Heritage-rich Italian brand Colnago, which you might recognise from between the legs of Tadej Pogacar and Alexander ‘The Stavanger Stallion’ Kristoff, has unveiled its latest release.
It is the lightest frameset in the company’s history, it’s limited to just a single edition, and it is being auctioned off from May 11, with a starting price of €5,515.00 (AU$8,538 / US$6,621).
Sounds like an outrageous bargain, right?
Not so fast: there’s a catch.
“The greatest thing about this is that our C64 NFT will never be replicated by us as a physical frame – it will only be digital,” Colnago’s Head of Marketing, Manolo Bertocchi, said in a press release announcing the bike, showing a profoundly different understanding to my own of the phrase “the greatest thing”.
That said, Bertocchi has excelled in the important metrics of A) getting me to write about Colnago and B) his employer getting paid for a bike that they never have to make … so, well played Manolo.
Let me try to unpack what’s going on here.
Unlike any other bike on the market, you can’t ride this ultra-limited edition Colnago C64, because it is a digital rendering. Actually, that’s not quite right. What Colnago is selling isn’t the digital rendering itself, but rather the right to call yourself the sole owner of the digital rendering, even though it’s available to everyone. For free.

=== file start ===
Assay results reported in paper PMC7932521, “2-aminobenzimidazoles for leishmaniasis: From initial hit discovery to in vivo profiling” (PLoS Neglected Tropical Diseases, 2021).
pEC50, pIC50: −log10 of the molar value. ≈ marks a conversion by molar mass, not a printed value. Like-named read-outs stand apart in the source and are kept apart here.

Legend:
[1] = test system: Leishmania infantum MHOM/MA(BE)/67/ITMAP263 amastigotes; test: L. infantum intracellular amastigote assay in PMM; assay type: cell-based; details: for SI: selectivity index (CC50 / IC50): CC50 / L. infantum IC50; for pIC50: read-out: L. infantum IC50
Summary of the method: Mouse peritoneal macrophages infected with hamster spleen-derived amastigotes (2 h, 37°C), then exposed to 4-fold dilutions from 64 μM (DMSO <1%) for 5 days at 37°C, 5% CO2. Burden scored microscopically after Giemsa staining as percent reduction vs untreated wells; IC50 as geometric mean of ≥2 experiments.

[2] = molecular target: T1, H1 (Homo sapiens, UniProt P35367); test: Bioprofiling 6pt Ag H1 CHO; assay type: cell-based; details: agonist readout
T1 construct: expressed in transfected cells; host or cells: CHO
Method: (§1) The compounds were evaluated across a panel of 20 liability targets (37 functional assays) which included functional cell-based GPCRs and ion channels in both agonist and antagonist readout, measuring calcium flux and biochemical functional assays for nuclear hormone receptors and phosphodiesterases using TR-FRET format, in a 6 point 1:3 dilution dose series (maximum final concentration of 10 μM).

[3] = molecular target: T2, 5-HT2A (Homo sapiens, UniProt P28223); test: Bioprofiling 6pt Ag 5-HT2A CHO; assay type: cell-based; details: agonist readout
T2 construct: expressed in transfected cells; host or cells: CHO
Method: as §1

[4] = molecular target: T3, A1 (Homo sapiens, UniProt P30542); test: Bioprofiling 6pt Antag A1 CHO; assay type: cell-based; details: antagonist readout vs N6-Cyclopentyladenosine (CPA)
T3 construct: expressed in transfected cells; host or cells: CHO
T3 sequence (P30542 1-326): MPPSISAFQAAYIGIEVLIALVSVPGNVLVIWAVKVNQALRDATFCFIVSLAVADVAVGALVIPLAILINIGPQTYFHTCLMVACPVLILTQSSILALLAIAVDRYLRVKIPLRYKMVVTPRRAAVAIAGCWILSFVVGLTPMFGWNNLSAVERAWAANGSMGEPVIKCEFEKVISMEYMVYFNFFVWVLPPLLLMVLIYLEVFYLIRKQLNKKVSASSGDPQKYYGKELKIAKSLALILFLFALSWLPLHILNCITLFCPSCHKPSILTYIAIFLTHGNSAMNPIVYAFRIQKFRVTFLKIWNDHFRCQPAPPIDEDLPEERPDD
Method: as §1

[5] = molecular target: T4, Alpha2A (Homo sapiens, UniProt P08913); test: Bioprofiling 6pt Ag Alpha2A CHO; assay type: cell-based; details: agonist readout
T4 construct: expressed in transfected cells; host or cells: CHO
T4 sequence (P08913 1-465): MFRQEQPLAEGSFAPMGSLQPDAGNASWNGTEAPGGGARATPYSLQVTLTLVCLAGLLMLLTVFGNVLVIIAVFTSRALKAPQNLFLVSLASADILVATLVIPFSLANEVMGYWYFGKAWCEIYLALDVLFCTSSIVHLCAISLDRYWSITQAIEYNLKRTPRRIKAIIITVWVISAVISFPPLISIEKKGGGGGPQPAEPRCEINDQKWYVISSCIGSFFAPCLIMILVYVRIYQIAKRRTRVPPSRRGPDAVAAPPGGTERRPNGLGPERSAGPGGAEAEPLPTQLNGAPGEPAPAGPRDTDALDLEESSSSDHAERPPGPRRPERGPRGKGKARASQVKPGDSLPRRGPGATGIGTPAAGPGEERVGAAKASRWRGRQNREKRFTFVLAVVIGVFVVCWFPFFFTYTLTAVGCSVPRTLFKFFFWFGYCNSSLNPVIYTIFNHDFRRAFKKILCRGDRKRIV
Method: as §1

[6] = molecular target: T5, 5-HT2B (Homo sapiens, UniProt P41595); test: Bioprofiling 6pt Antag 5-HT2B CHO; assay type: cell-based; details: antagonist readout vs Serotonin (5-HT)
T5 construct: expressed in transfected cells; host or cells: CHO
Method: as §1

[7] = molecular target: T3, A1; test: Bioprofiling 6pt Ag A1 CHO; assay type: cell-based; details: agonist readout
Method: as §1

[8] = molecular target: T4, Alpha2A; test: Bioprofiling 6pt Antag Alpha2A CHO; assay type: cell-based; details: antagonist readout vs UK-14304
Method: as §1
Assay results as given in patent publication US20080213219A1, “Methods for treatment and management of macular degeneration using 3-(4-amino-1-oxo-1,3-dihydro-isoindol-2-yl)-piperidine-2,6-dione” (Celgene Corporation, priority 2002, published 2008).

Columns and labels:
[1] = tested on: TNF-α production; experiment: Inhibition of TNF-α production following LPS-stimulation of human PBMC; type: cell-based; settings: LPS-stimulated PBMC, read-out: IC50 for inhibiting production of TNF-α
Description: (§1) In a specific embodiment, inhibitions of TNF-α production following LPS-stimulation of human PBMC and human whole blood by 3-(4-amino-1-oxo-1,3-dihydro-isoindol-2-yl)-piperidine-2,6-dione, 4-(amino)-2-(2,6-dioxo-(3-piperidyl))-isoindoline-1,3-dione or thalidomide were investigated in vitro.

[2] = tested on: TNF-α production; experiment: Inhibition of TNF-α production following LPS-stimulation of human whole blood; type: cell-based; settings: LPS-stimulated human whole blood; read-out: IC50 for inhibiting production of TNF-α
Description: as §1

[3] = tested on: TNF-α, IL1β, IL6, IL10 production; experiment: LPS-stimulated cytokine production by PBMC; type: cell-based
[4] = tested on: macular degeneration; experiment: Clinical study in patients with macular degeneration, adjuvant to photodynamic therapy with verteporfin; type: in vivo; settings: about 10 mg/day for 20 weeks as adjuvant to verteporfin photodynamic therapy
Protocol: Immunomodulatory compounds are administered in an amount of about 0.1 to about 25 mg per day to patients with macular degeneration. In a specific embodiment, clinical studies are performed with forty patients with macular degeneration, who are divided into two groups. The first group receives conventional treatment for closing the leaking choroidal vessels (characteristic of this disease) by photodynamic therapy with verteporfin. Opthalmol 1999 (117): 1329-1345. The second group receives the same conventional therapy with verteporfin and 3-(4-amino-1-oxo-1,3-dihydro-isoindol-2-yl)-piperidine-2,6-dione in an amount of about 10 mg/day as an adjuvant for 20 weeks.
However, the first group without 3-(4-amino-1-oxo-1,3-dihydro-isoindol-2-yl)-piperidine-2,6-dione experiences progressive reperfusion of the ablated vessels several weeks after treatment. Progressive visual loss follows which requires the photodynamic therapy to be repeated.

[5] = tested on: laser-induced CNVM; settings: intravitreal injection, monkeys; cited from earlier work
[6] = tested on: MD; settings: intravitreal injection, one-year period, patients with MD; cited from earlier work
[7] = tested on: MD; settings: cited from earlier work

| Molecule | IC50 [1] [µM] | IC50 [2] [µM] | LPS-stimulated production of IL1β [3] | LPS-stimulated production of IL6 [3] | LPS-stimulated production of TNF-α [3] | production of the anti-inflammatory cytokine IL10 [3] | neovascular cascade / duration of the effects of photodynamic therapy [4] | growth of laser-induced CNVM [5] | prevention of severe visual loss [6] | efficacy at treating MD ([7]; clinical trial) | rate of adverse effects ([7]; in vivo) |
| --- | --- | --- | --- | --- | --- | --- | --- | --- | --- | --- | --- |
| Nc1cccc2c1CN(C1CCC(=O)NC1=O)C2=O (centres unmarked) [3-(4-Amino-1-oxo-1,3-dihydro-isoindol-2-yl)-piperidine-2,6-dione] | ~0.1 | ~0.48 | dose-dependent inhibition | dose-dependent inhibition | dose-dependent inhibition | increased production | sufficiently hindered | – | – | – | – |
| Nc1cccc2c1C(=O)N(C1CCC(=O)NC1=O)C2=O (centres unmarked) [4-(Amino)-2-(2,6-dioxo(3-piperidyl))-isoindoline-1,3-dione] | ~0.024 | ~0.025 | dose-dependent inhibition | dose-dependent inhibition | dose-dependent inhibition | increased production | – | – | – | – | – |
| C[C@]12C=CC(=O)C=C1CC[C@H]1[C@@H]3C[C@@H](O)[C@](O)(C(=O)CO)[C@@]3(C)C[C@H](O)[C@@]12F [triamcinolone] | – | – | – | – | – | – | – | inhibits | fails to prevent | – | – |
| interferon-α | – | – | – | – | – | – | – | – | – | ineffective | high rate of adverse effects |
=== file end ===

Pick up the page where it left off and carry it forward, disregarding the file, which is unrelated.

It is a non-fungible token (NFT) – a unique digital asset that cannot be replicated. It is stored on a digital ledger called a blockchain which records the owner of the NFT as the sole, rightful owner.
That means that literally anyone can look at a picture of the Colnago C64 NFT – there it is! Up the top! – and can even download an MP4 video of the thing swivelling around in digital space – here you go! – and in that sense, you are having some sort of a time.
But you will never own it, despite it being there on your computer, because somebody else has spent thousands of dollars for that privilege. Meanwhile, enormous server farms of computers are humming along, exacerbating the planet’s hasty demise, because somebody wants a digital certificate showing that they own an MP4 of a colourful bicycle.
Finish us now.